The Suwannee bass is similar in bodily appearance to the smallmouth bass and in markings to the redeye bass, except that it is generally brown overall, and the cheeks, breasts, and bellies of large males are bright turquoise.
It, too, has a large mouth, with the upper jaw extending under the eye, and possesses a patch of teeth on the tongue, a spot at the base of the tail, and blotches on the sides. It is further identiﬁed by its 59 to 64 lateral scales, 16 pectoral ﬁn rays, 12 to 13 dorsal fin rays, and 10 to 11 anal ﬁn rays.
Growing to just over 14 inches and weighing generally less than a pound, the Suwannee bass is a small species. The all-tackle world record is a 3-pound, 14-ounce fish taken in Florida in 1985.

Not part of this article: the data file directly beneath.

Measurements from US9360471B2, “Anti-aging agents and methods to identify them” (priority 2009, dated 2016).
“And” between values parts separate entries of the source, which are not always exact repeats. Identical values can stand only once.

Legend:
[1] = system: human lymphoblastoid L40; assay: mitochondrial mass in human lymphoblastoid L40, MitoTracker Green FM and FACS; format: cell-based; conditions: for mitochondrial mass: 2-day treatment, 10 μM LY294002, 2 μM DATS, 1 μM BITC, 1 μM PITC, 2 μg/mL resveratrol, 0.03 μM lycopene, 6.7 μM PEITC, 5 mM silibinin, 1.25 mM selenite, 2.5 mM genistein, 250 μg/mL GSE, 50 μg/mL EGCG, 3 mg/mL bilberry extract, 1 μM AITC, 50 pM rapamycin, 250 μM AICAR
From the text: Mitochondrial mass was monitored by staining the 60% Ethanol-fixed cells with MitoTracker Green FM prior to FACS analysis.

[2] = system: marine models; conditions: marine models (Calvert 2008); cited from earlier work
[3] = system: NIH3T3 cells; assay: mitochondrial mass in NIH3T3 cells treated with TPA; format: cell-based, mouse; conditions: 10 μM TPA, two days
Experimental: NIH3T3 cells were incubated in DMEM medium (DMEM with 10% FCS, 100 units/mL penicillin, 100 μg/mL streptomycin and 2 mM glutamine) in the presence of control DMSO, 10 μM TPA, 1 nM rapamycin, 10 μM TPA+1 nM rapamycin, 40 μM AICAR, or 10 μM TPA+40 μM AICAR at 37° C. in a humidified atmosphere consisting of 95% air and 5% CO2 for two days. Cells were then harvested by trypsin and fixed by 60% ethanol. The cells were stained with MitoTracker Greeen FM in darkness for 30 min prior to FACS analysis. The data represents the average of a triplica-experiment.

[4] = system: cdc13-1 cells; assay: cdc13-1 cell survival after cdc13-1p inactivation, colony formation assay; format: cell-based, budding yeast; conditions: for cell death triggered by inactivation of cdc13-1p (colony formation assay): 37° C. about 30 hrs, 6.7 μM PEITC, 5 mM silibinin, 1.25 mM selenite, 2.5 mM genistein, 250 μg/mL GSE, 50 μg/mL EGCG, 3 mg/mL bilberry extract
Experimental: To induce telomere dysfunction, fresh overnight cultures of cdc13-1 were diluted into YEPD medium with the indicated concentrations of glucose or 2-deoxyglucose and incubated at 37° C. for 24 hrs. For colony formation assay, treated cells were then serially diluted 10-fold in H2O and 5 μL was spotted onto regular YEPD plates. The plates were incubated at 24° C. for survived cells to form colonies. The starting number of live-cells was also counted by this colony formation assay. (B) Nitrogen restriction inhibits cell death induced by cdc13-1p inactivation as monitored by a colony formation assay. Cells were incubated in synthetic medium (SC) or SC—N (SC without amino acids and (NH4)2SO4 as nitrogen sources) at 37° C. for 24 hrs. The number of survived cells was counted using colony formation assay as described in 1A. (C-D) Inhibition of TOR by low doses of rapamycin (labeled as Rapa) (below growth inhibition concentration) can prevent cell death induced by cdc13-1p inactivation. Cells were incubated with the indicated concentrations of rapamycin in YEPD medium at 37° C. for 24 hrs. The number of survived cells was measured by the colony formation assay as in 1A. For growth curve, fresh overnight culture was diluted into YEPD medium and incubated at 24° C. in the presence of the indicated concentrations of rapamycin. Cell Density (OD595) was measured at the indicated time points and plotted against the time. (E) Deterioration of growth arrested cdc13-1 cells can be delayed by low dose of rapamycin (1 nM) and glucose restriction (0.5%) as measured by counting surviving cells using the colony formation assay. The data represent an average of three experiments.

A member of the Centrarchidae family, it has the smallest range of any black bass, occurring in North America, commonly in the Suwannee River drainage in Florida and less commonly in the Ochlockonee River drainage in northern Florida and Georgia. Limited range and small size make this species of minor angling interest, but it is an aggressive species found in rocky riffles, runs, and pools and is typically caught around rocky structures and along steep banks.